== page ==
from the world's big
Astronomers spot periodic lights coming from near the black hole at the center of our galaxy.
- Astronomers in Japan observe periodic lights coming from the region near the black hole at the center of our galaxy.
- The twinkling may be produced by hot spots in the accretion disk around the black hole.
- The mysterious region studied features extreme gravity.
Michio Kaku: A Black Hole in Our Own Backyard<div class="rm-shortcode" data-media_id="9LfqUfA6" data-player_id="FvQKszTI" data-rm-shortcode-id="629fe1f106ae179ccabcf1667d201e9b"> <div id="botr_9LfqUfA6_FvQKszTI_div" class="jwplayer-media" data-jwplayer-video-src="https://content.jwplatform.com/players/9LfqUfA6-FvQKszTI.js"> <img src="https://cdn.jwplayer.com/thumbs/9LfqUfA6-1920.jpg" class="jwplayer-media-preview" /> </div> <script src="https://content.jwplatform.com/players/9LfqUfA6-FvQKszTI.js"></script> </div>
Japanese physicists devise technology to discover axion dark matter.
- Physicists from the University of Tokyo plan to use lasers to discover axions.
- Axions are theoretical particles that may be components of dark matter.
- Dark matter is a mysterious substance that may compose up to 27% of the universe.
The proposed instrument that would hunt for axion dark matter.
Credit: 2019 Nagano et al | University of Tokyo Institute for Cosmic Ray Research
During World War II, the U.S. incarcerated over 100,000 Japanese Americans in concentration camps throughout the West.
- Now that the issue of concentration camps in the U.S. has once again reared its head, it can be beneficial to recall the last time such camps were employed in the U.S.
- After Pearl Harbor, the U.S. incarcerated over 100,000 Japanese Americans in camps, ostensibly for national security purposes.
- In truth, the incarceration was primarily motivated by racism. What was life like in the U.S.'s concentration camps?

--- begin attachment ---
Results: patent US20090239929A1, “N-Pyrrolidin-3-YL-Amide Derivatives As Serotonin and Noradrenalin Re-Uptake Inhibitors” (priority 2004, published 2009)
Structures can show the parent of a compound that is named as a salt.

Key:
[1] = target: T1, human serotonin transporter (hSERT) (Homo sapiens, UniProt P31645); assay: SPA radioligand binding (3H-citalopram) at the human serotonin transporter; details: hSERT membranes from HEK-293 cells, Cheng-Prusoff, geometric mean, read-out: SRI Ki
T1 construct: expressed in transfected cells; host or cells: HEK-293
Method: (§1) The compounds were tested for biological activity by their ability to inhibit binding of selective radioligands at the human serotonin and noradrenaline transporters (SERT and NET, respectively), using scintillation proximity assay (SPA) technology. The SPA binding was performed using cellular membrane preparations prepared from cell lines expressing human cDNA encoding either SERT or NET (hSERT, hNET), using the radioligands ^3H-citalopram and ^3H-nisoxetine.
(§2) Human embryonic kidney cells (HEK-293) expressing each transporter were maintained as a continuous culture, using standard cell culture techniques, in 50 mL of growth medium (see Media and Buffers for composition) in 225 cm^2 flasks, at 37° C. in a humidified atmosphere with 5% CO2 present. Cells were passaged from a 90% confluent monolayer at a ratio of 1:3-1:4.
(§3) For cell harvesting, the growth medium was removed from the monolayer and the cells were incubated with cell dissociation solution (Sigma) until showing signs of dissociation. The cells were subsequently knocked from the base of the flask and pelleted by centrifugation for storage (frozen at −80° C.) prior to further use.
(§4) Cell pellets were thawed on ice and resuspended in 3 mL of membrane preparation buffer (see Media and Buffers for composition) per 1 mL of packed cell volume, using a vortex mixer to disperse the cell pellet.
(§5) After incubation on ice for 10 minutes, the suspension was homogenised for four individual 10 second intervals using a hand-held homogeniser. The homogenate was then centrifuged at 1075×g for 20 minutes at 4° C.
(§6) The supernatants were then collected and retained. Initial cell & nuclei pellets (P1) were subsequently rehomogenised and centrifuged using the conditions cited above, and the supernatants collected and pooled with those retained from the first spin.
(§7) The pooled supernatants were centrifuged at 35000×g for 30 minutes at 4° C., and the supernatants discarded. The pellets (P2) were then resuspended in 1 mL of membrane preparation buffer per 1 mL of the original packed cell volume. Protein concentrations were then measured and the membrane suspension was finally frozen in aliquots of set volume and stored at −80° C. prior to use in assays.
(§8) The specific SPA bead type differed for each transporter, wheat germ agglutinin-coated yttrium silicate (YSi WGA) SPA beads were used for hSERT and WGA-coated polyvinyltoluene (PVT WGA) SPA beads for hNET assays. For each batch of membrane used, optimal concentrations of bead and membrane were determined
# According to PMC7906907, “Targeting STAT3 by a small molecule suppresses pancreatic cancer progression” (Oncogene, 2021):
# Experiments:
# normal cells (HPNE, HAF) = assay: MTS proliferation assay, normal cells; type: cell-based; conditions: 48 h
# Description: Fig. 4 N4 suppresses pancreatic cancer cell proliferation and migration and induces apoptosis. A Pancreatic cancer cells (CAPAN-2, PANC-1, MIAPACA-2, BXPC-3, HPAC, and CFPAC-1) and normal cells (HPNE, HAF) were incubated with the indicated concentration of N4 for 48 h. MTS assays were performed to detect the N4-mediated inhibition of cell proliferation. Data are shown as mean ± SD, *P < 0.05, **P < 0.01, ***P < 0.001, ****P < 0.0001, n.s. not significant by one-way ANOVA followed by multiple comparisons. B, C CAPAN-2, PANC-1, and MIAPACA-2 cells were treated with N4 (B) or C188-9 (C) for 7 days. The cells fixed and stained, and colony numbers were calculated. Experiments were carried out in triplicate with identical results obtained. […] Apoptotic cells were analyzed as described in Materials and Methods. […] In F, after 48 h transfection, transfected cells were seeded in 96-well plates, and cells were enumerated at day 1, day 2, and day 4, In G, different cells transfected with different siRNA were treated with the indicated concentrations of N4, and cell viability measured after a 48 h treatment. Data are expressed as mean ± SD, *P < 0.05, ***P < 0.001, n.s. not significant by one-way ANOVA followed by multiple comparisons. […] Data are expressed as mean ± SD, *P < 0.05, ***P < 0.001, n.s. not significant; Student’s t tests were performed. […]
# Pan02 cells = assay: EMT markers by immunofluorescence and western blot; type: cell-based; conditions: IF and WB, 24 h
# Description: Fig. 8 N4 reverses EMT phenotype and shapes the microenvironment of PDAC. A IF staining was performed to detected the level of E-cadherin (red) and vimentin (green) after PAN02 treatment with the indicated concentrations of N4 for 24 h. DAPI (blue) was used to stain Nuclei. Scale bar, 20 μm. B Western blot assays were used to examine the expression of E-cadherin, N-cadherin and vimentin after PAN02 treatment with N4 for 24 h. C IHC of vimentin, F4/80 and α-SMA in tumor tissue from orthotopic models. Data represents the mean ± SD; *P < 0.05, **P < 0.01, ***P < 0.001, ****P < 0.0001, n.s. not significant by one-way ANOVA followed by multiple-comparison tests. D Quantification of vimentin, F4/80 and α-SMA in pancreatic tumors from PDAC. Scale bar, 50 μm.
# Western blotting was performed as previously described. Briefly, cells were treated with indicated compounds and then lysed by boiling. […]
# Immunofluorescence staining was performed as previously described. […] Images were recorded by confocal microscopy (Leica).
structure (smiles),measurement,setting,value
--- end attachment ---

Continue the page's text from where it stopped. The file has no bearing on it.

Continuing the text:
On February 19, 1942, President Roosevelt issued Executive Order 9066, which authorized and directed military commanders "to prescribe military areas … from which any or all persons may be excluded, and with respect to which, the right of any person to enter, remain in, or leave shall be subject to whatever restrictions the Secretary of War or the appropriate Military Commander may impose in his discretion." Under the authority of this executive order, roughly 112,000 men, women, and children of Japanese descent — nearly two-thirds of which were American citizens — were detained in concentration camps.
How did the camps get their start?
With the benefit of a nearly 80-year perspective, it's clear that the internment of Japanese Americans was racially motivated. In response to Japan's growing military power in the buildup to World War II, President Roosevelt commissioned two reports to determine whether it would be necessary to intern Japanese Americans should conflict break out between Japan and the U.S. Neither's conclusions supported the plan, with one even going so far as to "certify a remarkable, even extraordinary degree of loyalty among this generally suspect ethnic group." But of course, the Pearl Harbor attacks proved to be far more persuasive than these reports.
Pearl Harbor turned simmering resentment against the Japanese to a full boil, putting pressure on the Roosevelt administration to intern Japanese Americans. Lieutenant General John DeWitt, who would become the administrator of the internment program, testified to Congress
"I don't want any of them here. They are a dangerous element. There is no way to determine their loyalty... It makes no difference whether he is an American citizen, he is still a Japanese. American citizenship does not necessarily determine loyalty... But we must worry about the Japanese all the time until he is wiped off the map."
DeWitt's position was backed up by a number of pre-existing anti-immigrant groups based out of the West Coast, such as the Joint Immigration Committee and the Native Sons and Daughters of the Golden West. For many, the war simply served as an excuse to get rid of Japanese Americans. In an interview with the Saturday Evening Post, Austin Anson, the managing secretary of the Salinas Vegetable Grower-Shipper Administration, said:
"We're charged with wanting to get rid of the Japs for selfish reasons. We do. It's a question of whether the White man lives on the Pacific Coast or the brown men. ... If all the Japs were removed tomorrow, we'd never miss them in two weeks because the White farmers can take over and produce everything the Jap grows. And we do not want them back when the war ends, either."